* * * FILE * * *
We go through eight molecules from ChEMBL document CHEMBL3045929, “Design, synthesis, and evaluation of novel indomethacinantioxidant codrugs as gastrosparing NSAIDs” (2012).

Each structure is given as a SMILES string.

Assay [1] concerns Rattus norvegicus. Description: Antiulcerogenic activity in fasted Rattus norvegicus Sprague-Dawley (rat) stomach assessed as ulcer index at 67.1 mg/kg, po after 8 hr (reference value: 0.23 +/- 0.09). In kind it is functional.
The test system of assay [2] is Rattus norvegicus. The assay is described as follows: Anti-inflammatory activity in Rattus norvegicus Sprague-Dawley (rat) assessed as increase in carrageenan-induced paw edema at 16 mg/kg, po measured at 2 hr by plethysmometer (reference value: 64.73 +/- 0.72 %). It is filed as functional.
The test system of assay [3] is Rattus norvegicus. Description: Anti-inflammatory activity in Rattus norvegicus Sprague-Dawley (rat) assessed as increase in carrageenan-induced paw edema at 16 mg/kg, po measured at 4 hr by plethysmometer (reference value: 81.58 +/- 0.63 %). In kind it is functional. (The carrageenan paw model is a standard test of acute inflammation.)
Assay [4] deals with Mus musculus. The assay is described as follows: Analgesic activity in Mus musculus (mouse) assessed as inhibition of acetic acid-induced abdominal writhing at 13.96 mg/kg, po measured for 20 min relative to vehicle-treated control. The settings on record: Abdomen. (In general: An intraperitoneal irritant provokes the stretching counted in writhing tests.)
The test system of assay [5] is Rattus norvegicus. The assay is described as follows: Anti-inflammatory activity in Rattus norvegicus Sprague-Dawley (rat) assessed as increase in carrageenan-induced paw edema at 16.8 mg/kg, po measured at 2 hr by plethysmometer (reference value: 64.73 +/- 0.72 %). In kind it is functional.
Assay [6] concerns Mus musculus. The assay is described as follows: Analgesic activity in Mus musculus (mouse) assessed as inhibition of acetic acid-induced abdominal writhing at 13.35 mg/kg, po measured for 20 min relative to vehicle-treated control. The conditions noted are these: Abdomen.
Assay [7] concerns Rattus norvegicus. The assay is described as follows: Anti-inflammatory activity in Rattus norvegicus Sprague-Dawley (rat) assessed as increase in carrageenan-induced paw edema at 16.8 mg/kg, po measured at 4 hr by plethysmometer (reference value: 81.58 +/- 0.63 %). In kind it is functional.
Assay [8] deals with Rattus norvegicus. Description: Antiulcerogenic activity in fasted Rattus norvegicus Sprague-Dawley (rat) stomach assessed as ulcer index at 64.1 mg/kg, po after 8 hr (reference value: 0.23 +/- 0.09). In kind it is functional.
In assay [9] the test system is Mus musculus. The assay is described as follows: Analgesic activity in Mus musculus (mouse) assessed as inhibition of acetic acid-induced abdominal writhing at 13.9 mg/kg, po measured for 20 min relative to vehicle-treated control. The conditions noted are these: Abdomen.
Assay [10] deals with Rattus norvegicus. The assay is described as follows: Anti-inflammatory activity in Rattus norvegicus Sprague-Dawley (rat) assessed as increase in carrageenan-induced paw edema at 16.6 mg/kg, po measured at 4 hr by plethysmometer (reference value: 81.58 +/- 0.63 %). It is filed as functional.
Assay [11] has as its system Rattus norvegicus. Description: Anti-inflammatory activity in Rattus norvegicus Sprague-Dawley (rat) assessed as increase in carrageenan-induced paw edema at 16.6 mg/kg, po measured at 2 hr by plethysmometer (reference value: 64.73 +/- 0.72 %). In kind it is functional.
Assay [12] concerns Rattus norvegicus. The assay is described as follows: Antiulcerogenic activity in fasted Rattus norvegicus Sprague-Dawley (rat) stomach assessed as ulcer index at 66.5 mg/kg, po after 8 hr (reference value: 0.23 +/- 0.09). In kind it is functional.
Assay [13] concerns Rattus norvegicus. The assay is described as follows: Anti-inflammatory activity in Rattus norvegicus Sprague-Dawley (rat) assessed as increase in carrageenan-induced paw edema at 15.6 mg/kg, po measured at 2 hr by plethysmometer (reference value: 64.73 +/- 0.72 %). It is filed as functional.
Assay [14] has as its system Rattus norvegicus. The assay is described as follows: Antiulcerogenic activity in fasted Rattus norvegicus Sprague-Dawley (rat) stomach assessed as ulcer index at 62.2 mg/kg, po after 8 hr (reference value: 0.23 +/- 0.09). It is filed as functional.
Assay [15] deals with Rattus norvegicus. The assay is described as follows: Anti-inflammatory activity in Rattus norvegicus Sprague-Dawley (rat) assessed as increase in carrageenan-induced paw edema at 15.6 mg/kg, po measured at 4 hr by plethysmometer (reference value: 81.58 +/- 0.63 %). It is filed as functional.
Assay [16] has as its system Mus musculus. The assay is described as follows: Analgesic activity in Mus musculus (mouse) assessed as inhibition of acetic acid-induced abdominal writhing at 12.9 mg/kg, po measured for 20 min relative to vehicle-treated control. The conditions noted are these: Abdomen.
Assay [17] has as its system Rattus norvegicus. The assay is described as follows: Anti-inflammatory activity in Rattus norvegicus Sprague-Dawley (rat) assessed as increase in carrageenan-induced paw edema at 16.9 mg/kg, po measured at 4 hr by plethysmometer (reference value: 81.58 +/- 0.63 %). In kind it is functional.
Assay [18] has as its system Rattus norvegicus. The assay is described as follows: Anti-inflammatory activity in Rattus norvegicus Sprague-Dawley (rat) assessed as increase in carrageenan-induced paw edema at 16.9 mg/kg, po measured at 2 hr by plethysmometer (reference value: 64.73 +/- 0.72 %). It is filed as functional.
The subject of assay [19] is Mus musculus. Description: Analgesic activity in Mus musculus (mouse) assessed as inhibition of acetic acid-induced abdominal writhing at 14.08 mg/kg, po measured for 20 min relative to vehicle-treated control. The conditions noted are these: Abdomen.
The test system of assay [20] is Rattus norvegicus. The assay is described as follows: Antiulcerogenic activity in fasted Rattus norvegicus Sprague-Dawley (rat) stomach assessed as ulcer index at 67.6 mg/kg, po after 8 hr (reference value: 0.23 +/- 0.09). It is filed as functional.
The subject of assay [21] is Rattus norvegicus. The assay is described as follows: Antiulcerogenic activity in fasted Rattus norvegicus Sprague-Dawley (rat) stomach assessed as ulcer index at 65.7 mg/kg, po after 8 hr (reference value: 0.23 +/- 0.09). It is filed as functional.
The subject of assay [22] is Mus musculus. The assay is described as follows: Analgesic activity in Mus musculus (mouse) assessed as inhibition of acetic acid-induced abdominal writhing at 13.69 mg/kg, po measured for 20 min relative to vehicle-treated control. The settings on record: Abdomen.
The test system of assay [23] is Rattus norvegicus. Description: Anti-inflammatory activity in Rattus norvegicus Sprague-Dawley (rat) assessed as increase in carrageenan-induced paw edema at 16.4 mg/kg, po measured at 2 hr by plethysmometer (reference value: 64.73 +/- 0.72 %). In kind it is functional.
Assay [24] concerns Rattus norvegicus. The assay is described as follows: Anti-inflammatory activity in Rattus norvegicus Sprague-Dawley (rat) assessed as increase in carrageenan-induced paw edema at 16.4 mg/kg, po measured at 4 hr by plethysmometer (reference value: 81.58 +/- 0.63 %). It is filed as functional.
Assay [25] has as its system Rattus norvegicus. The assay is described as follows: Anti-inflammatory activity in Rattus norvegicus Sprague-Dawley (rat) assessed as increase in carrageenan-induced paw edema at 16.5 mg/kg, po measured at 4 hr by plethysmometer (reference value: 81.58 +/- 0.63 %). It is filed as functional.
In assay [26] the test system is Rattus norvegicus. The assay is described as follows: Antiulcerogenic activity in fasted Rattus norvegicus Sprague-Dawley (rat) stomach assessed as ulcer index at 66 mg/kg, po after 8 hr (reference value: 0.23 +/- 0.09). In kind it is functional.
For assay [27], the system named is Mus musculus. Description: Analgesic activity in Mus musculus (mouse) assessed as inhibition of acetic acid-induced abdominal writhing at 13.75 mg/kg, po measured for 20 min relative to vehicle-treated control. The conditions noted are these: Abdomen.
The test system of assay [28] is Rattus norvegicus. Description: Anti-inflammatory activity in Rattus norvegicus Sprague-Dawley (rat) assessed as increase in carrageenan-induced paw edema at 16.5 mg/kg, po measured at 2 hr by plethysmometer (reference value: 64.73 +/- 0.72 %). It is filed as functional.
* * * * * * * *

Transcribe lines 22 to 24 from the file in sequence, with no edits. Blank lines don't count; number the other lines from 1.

The test system of assay [20] is Rattus norvegicus. The assay is described as follows: Antiulcerogenic activity in fasted Rattus norvegicus Sprague-Dawley (rat) stomach assessed as ulcer index at 67.6 mg/kg, po after 8 hr (reference value: 0.23 +/- 0.09). It is filed as functional.
The subject of assay [21] is Rattus norvegicus. The assay is described as follows: Antiulcerogenic activity in fasted Rattus norvegicus Sprague-Dawley (rat) stomach assessed as ulcer index at 65.7 mg/kg, po after 8 hr (reference value: 0.23 +/- 0.09). It is filed as functional.
The subject of assay [22] is Mus musculus. The assay is described as follows: Analgesic activity in Mus musculus (mouse) assessed as inhibition of acetic acid-induced abdominal writhing at 13.69 mg/kg, po measured for 20 min relative to vehicle-treated control. The settings on record: Abdomen.